She hasn't been awake since Dec. 15, 1979. She has a stroppy teenage daughter she's never seen before, she missed the fall of the Berlin Wall, AIDS, crack, cloning, designer underwear, Princess Diana's hellish marriage, yuppies and great food. ("It suddenly got good around 1988, " her friends tell her. "Tex-Mex, Cajun, Vietnamese, Thai, Nouvelle, Japanese, Fusion, and California cuisine... sushi, gourmet pizzas, tofu hot dogs, fajitas, flavored ice teas and fat-free everything." )

The awakened Karen gives her friends an objective view of what they have become - a mug shot, if you will - and a chance to change themselves. Without giving away the plot, they will get two more chances.


All this is written in a style that is not quite the Coupland many readers will have become used to. It's as if he tired of the Gen X one-liners that were always 10 minutes ahead of their time, and decided that in this novel, he would allow himself to lapse into sincerity. Coupland fans will have seen this coming - after all, at the end of Shampoo Planet, the central character, like a youthful Bill Clinton, rescues his own mother from his brutal stepfather, a decent and highly unsophisticated thing to do.

But Coupland, recovering from severe depression, obsessed with comas, fed up with critics, also travels into an unfamiliar lyricism. Richard describes a scene from his boyhood. "One of my own stray childhood fears had been to wonder what a whale might feel like if it had been born and bred in capitivity, then released into

... its ancestral sea. "It was my fear of a world that would expand suddenly, violently and without rules or laws: bubbles and seaweed and storms and frightening volumes of dark blue that never end."

What is Coupland describing here but adulthood?

I find Girlfriend in a Coma to be ineffably sad. Karen's waking up from 1979 directly into 1996 is a metaphor for something that has been foisted on us - '70s retro. Fashion designers, makeup artists, interior decorators and graphic designers - in other words, the most hateful and uncreative people around - appear to have had a secret meeting and decided they were going to shove the '70s down our throats again - minus the sweetness. (I do not wish to be excessively glib here. I am keenly aware that while I was skipping my teenage way though the prosperous '70s in the West, the Holocaust was being re-run in Cambodia, to the blithe indifference of the Americans who made it possible. I'm sure Cambodians would find no humor in '70s retro.)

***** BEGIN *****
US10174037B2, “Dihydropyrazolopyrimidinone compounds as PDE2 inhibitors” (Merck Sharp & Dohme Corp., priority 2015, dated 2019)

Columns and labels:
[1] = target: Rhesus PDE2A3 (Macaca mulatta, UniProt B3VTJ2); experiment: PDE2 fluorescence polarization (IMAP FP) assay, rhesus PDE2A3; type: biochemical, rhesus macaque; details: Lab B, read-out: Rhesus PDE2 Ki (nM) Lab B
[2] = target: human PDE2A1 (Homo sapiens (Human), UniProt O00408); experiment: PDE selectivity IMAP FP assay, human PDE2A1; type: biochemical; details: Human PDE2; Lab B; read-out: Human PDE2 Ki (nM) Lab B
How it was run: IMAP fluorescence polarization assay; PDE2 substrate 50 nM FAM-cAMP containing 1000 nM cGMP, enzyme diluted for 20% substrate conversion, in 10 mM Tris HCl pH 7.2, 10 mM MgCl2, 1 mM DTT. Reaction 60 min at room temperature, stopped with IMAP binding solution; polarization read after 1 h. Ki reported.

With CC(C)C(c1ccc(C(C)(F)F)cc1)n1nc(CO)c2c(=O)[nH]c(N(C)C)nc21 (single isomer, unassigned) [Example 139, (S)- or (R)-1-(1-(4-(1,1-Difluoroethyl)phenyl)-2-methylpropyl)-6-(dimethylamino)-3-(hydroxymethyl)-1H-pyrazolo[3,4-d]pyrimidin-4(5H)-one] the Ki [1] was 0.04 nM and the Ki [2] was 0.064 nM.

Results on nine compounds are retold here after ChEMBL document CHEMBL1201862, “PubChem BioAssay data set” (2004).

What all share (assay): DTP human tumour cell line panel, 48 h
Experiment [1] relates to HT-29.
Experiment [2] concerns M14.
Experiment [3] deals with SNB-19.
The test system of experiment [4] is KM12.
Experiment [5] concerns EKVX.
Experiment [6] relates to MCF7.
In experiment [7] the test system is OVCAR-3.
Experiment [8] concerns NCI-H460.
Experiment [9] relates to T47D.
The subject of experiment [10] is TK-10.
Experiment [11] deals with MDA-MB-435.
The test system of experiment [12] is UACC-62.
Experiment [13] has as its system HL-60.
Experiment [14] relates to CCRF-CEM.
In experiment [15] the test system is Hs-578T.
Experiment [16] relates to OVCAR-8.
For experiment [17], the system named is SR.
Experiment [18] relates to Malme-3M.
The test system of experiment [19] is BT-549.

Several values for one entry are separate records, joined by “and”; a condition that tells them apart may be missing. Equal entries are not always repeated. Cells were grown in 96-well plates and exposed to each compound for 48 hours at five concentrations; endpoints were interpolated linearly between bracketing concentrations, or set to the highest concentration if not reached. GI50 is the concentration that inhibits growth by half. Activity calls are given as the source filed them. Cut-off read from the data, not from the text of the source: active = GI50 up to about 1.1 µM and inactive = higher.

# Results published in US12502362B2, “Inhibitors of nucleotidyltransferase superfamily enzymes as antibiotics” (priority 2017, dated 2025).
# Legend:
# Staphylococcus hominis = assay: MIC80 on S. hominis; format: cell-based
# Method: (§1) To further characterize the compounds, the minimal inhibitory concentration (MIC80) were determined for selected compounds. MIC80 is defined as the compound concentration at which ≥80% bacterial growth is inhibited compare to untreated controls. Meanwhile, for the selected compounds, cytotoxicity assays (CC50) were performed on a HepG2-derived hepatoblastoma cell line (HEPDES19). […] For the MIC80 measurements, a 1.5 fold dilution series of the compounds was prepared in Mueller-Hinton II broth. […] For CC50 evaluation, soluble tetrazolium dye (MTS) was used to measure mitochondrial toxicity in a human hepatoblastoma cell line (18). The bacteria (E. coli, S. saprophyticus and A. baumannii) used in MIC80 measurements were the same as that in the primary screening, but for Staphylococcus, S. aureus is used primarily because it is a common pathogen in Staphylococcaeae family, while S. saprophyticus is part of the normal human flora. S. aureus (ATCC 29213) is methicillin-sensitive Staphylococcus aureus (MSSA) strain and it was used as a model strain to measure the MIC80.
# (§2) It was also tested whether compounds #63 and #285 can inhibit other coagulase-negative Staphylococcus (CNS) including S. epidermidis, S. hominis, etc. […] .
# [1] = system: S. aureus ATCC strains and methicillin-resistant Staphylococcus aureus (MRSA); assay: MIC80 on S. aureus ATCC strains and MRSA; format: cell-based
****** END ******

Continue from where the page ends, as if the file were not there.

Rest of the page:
I liked the '70s then. I don't much like them now. Near the end of the novel, Richard rhapsodizes about that decade. It may have been a good era, but the heartbreak is that we didn't know it at the time.

"I remember being in a car and thinking of a road map of North America and knowing that if I chose, I could drive anywhere. All of that time and all of that tranquillity, freedom and abundance. Amazing. The sweet and effortless nodule of freedom we all shared - it was a fine idea. It was, in its own unglamorous way, the goal of all of human history - the wars, the genius, the madness, the beauty and the grief - it was all to reach ever farther unclouded points on which to stand and view and think and evolve and understand ever farther and farther, and well, farther."

Well, we blew it, didn't we?


"There's a hardness I'm seeing in modern people. Those little moments of goofiness that used to make the day pass seem to have gone. Life's so serious now. I mean, nobody even has hobbies these days. Not that I can see. Husbands and wives both work. Kids are farmed out to schools and video games. Nobody seems to be able to endure simply being by themselves, either - but at the same time they're isolated. People work much more, only to go home and surf

. . . the Internet and send e-mail rather than calling or writing a note or visiting each other. They work, watch TV and sleep. I see these things. The whole world is only about work: work work work get get get . . . racing ahead . . . getting sacked from work . . . going online . . . knowing computer languages . . . winning contracts. I mean, it's just not what I would have imagined the world might be if you'd asked me 17 years ago. People are frazzled and angry, desperate about money and, at best, indifferent to the future."

- Karen McNeil's summary of modern life after waking up from a 17-year coma

Heather Mallick is a writer with the Toronto Sun.